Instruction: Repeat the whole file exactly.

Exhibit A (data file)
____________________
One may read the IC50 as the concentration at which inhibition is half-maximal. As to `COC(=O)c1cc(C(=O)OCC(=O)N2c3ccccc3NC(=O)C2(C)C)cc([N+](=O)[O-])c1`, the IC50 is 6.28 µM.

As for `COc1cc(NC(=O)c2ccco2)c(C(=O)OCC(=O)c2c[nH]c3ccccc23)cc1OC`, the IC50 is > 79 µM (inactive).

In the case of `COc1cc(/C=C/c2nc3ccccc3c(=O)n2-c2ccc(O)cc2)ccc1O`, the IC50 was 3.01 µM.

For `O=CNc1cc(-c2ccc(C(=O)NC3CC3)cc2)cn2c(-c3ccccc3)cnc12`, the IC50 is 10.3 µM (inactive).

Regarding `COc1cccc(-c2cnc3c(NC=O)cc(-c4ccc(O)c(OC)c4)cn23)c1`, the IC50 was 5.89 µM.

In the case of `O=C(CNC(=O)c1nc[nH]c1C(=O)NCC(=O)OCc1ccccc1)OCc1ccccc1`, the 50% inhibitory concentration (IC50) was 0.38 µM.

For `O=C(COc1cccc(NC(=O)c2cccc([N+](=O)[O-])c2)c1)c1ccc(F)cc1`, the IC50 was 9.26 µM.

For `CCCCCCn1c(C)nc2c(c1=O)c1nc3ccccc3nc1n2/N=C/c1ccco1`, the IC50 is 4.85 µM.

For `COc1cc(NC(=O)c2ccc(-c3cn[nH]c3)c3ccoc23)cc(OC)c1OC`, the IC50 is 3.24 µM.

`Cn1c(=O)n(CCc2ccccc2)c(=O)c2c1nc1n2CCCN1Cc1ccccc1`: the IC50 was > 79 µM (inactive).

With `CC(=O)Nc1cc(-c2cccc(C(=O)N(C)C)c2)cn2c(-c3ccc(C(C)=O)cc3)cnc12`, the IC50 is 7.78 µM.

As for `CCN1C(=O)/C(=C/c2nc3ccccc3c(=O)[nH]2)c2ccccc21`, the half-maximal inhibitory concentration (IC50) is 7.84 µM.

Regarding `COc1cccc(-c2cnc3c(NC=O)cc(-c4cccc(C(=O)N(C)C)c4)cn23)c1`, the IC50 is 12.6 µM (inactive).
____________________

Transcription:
One may read the IC50 as the concentration at which inhibition is half-maximal. As to `COC(=O)c1cc(C(=O)OCC(=O)N2c3ccccc3NC(=O)C2(C)C)cc([N+](=O)[O-])c1`, the IC50 is 6.28 µM.

As for `COc1cc(NC(=O)c2ccco2)c(C(=O)OCC(=O)c2c[nH]c3ccccc23)cc1OC`, the IC50 is > 79 µM (inactive).

In the case of `COc1cc(/C=C/c2nc3ccccc3c(=O)n2-c2ccc(O)cc2)ccc1O`, the IC50 was 3.01 µM.

For `O=CNc1cc(-c2ccc(C(=O)NC3CC3)cc2)cn2c(-c3ccccc3)cnc12`, the IC50 is 10.3 µM (inactive).

Regarding `COc1cccc(-c2cnc3c(NC=O)cc(-c4ccc(O)c(OC)c4)cn23)c1`, the IC50 was 5.89 µM.

In the case of `O=C(CNC(=O)c1nc[nH]c1C(=O)NCC(=O)OCc1ccccc1)OCc1ccccc1`, the 50% inhibitory concentration (IC50) was 0.38 µM.

For `O=C(COc1cccc(NC(=O)c2cccc([N+](=O)[O-])c2)c1)c1ccc(F)cc1`, the IC50 was 9.26 µM.

For `CCCCCCn1c(C)nc2c(c1=O)c1nc3ccccc3nc1n2/N=C/c1ccco1`, the IC50 is 4.85 µM.

For `COc1cc(NC(=O)c2ccc(-c3cn[nH]c3)c3ccoc23)cc(OC)c1OC`, the IC50 is 3.24 µM.

`Cn1c(=O)n(CCc2ccccc2)c(=O)c2c1nc1n2CCCN1Cc1ccccc1`: the IC50 was > 79 µM (inactive).

With `CC(=O)Nc1cc(-c2cccc(C(=O)N(C)C)c2)cn2c(-c3ccc(C(C)=O)cc3)cnc12`, the IC50 is 7.78 µM.

As for `CCN1C(=O)/C(=C/c2nc3ccccc3c(=O)[nH]2)c2ccccc21`, the half-maximal inhibitory concentration (IC50) is 7.84 µM.

Regarding `COc1cccc(-c2cnc3c(NC=O)cc(-c4cccc(C(=O)N(C)C)c4)cn23)c1`, the IC50 is 12.6 µM (inactive).